The Greatest Years in North West Cricket 1919-1941
Billy Platt
Billy Platt

Paperback, 94pp

From the author's introduction:

It is alleged that by the middle of the 17th century cricket enjoyed an enormous popularity in Ireland for Cromwell ordered the destruction of all bats and balls in Dublin and large numbers were given up for burning in 1656. Around this time the game spread to England mainly as a result of the English troops stationed in Ireland encountering the game.

Two hundred years later the Irish were again found to have a strong love for the game and by 1856 its popularity was growing fast and there was a great club formation although at this time the game did not appeal to the settlers in Ulster. It took many years after this for he game to catch on in Ulster and even longer for the game to appear in the North West of Ireland.

Competitive cricket started in the North West of Ireland in 1888 and interest in the game increased year by year to the extent that it was considered that the game could have went on in some form during the first war. However, there was a break of four years.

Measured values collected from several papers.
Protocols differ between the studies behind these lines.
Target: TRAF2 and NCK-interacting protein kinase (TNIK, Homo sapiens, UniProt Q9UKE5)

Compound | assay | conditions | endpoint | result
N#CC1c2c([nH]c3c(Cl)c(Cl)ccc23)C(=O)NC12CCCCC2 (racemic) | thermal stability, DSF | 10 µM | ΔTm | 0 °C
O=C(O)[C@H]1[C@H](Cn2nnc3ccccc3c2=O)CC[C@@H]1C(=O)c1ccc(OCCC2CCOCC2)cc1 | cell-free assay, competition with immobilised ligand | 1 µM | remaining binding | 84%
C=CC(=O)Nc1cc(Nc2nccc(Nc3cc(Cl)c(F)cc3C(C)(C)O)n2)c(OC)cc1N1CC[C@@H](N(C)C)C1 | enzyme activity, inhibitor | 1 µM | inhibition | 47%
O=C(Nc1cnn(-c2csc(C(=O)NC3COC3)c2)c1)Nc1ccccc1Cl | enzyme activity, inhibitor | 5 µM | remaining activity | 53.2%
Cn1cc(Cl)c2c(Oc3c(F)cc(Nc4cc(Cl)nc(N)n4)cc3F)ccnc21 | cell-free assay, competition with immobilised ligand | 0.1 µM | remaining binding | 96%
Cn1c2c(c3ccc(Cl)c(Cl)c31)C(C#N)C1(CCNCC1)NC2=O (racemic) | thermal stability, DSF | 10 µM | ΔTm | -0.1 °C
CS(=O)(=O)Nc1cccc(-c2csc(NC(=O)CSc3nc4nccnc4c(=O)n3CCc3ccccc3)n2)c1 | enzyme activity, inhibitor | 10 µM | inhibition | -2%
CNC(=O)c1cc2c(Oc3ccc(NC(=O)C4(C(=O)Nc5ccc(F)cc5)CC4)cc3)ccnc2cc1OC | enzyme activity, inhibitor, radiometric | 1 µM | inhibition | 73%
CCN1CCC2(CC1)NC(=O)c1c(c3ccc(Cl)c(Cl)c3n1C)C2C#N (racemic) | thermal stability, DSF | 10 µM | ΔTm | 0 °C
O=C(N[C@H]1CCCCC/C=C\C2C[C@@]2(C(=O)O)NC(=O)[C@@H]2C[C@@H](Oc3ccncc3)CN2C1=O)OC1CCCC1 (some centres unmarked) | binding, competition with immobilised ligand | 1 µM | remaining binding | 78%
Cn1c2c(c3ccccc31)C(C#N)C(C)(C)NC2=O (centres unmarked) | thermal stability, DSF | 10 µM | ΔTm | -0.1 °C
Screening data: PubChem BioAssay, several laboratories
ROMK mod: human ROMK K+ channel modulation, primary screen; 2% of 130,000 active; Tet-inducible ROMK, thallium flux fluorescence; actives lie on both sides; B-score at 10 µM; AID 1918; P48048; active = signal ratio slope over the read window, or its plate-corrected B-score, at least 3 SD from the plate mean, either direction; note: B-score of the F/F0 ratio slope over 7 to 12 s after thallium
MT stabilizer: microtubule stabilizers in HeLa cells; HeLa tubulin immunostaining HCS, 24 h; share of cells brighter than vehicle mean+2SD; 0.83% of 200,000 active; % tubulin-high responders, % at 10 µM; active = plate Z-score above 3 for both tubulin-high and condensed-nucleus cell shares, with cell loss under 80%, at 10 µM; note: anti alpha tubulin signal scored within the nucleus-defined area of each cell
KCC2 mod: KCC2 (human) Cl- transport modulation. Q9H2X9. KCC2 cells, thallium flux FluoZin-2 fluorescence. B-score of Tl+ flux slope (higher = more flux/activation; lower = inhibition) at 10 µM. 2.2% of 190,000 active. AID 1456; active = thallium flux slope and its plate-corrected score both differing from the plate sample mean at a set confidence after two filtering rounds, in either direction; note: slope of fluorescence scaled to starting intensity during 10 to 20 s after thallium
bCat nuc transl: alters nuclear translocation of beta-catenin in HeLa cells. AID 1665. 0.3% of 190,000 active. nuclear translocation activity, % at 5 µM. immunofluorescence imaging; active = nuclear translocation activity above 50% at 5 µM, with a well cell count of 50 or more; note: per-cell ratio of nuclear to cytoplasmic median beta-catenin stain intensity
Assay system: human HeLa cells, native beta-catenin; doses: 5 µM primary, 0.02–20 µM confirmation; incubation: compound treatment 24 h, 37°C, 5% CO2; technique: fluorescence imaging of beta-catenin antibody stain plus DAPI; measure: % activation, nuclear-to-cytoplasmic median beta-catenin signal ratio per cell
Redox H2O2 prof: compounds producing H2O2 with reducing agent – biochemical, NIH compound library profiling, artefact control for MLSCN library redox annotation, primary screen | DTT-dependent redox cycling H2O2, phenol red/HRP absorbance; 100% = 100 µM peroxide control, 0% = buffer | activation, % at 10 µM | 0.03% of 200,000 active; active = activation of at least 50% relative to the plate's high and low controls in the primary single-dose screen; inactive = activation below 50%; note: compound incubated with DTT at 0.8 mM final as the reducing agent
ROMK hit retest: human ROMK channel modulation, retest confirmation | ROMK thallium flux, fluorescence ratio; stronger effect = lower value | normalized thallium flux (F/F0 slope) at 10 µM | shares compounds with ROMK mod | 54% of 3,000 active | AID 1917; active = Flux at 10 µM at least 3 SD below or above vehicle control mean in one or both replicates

The rush to play cricket again in the North West after the first world war exhibited well the yearning to get back to normal as most of the pre war clubs endeavoured to get back on their feet. But few were to realize then that the next twenty three seasons up until the second world war were to become the greatest years in North West cricket.

The following pages give a full account of the game in the North West between the war years when standards are claimed to have been at their highest level ever but out of all these years the game emerged stronger than before.